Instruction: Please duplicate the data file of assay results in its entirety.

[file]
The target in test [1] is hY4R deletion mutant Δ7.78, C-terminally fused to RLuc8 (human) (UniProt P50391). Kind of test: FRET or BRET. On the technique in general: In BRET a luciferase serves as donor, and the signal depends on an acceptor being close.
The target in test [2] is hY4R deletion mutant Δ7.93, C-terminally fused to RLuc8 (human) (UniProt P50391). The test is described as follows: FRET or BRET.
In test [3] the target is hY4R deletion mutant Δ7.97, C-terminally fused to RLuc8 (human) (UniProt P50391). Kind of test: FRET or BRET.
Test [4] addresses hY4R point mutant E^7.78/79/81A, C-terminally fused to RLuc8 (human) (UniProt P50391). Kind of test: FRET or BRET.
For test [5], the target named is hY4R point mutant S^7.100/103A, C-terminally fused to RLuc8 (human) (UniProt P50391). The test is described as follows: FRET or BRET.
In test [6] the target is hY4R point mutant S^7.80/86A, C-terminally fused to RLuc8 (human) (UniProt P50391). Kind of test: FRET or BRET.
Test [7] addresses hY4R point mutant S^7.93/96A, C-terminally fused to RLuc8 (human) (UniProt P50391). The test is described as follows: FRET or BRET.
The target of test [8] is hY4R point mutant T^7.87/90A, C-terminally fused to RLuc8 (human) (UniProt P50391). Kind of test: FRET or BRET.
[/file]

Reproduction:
The target in test [1] is hY4R deletion mutant Δ7.78, C-terminally fused to RLuc8 (human) (UniProt P50391). Kind of test: FRET or BRET. On the technique in general: In BRET a luciferase serves as donor, and the signal depends on an acceptor being close.
The target in test [2] is hY4R deletion mutant Δ7.93, C-terminally fused to RLuc8 (human) (UniProt P50391). The test is described as follows: FRET or BRET.
In test [3] the target is hY4R deletion mutant Δ7.97, C-terminally fused to RLuc8 (human) (UniProt P50391). Kind of test: FRET or BRET.
Test [4] addresses hY4R point mutant E^7.78/79/81A, C-terminally fused to RLuc8 (human) (UniProt P50391). Kind of test: FRET or BRET.
For test [5], the target named is hY4R point mutant S^7.100/103A, C-terminally fused to RLuc8 (human) (UniProt P50391). The test is described as follows: FRET or BRET.
In test [6] the target is hY4R point mutant S^7.80/86A, C-terminally fused to RLuc8 (human) (UniProt P50391). Kind of test: FRET or BRET.
Test [7] addresses hY4R point mutant S^7.93/96A, C-terminally fused to RLuc8 (human) (UniProt P50391). The test is described as follows: FRET or BRET.
The target of test [8] is hY4R point mutant T^7.87/90A, C-terminally fused to RLuc8 (human) (UniProt P50391). Kind of test: FRET or BRET.